Puffadder Shyshark: Haploblepharus edwardsii

Family: Pentanchidae
Common name(s)

Puffadder Shyshark, Happy Eddie.


Haploblepharus edwardsii.


Scyllium edwardsii, Squalus edwardsii, Squalus edwartsii.


Small size. Head broad and bluntly rounded. Greatly expanded nasal flaps. First dorsal origin approximately level with pelvic fin insertion. First and second dorsal fins of equal size. Lower lobe of caudal fin straight edged.
Large golden or reddish-brown saddles on back and tail. Saddles usually contain small irregular dark spots. Brown background between saddles densely covered in small white/pale spots. Overall coloration may appear light or dark.


Maximum length 60cm. Born at approx. 10cm.

Puffadder Shyshark, Haploblepharus edwardsii. Aka Happy Eddy. False Bay, South Africa.

Conservation Status


The Puffadder Shyshark or Happy Eddie is a bycatch component in seine net, gillnet, trawl, line fishing, lobster, and shark longline fisheries. Climate change has also affected this species. It is estimated that Haplobepharus edwardsii has undergone a population reduction of 50–79% over the past 60 years.

Puffadder Shyshark, Haploblepharus edwardsii. Aka Happy Eddy. False Bay, South Africa.

Rocky reefs, kelp forests, and sand flats. Found from 1-288m. Deeper in the east (30-90m). More inshore in the west (5-30m)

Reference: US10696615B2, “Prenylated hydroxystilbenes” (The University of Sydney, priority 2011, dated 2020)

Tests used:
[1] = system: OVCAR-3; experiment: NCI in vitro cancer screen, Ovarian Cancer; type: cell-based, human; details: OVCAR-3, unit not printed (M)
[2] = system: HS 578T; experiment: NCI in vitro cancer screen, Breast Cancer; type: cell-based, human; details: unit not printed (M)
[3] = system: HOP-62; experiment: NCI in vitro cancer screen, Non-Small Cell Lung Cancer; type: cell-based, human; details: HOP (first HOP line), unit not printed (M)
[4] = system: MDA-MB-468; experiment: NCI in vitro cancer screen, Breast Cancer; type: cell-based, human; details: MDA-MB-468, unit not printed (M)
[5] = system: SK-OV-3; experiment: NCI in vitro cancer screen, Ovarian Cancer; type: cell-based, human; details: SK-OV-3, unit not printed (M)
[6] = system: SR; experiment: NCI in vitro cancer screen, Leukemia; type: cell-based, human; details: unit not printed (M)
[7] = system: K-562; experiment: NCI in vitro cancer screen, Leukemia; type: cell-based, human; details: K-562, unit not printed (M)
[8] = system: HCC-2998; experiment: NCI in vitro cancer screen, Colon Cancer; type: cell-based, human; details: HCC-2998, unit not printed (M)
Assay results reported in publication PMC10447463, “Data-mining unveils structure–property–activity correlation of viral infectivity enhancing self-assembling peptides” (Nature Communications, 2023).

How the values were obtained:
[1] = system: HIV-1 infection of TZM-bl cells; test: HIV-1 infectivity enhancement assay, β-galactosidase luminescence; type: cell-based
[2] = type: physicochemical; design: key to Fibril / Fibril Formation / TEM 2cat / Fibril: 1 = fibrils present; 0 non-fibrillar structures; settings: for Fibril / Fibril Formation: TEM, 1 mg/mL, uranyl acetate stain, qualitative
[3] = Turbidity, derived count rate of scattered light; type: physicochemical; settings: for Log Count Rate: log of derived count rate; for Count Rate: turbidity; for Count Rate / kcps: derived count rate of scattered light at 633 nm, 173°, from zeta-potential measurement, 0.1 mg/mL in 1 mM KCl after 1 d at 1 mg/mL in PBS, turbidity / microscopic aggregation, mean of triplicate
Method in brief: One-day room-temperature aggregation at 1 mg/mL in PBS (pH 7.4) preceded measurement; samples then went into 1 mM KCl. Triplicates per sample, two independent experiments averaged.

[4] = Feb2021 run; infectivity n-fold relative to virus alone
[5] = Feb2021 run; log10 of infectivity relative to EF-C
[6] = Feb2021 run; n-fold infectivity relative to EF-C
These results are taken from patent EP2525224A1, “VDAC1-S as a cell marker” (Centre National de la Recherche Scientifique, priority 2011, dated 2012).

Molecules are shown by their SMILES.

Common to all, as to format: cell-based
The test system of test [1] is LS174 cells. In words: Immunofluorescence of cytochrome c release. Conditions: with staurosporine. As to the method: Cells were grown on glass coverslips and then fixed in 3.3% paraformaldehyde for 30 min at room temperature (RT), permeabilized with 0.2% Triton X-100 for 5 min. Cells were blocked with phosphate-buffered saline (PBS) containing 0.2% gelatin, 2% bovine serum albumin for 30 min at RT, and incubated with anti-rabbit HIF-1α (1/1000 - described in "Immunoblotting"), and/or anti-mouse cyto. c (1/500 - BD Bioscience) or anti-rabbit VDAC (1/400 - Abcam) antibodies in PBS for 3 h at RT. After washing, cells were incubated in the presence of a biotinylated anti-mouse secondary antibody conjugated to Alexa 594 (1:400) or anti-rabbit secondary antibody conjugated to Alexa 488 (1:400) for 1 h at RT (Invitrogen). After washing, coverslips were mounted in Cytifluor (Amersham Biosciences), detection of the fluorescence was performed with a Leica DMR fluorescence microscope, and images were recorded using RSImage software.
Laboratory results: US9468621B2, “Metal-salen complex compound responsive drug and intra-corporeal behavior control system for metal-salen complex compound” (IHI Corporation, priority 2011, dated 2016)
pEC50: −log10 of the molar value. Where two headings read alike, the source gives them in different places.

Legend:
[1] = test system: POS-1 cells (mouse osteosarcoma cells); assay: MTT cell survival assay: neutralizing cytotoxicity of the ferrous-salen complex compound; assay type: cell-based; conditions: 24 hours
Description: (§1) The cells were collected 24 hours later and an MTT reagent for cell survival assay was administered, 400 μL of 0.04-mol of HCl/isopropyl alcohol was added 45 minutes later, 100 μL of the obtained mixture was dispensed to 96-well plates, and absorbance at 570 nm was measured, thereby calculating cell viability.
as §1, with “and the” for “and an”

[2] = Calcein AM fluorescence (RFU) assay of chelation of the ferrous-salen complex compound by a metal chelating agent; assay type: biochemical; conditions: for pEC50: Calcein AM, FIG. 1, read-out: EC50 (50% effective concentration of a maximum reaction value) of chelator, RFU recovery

The puffadder shyshark is endemic to South Africa in the Southeast Atlantic and Western Indian Oceans, occurring from Langebaan Lagoon, Western Cape, to Algoa Bay, Eastern Cape.


Oviparous. Lays paired egg cases. Egg case size 3.5-5cm x 1.5-3cm.


Small bony fishes, fish offal, crustaceans, cephalopods, and polychaete worms.


Rests in crevices during the day. Known to be social; puffadder shysharks in aquaria often rest together in small groups. Curls into a ball with tail over eyes when threatened; hence common name ‘shy shark’.

Reaction to divers

Extremely easy to approach. Will allow divers to follow it through the kelp forest as it searches for food. Easily attracted by small amounts of bait.

Diving logistics

The puffadder shyshark is mostly encountered at the western end of its range where it is found much shallower and closer to shore.

Virtually all rocky or kelpy dive sites in and around False Bay appear to have an abundance of shysharks including puffadders.
In particular, Miller’s Point on the west end of Simonstown is a popular dive site that can be dived by boat or from shore if the surf is not too high. It would be unusual not to see a puffadder shyshark or two, plus numerous other catshark species, spotted gully sharks, and sometimes sevengill sharks at this beautiful spot.
False Bay is the first stop on Big Fish Expeditions’ South African Endemic Shark and Ray Expedition.

Similar species

Dark Shyshark Distinguished by darker overall coloration, irregular saddles without obvious dark edges, and less spots.

Tiger Catshark Distinguished by less intricate markings lacking small spots. Plus, more slender body, and upturned snout.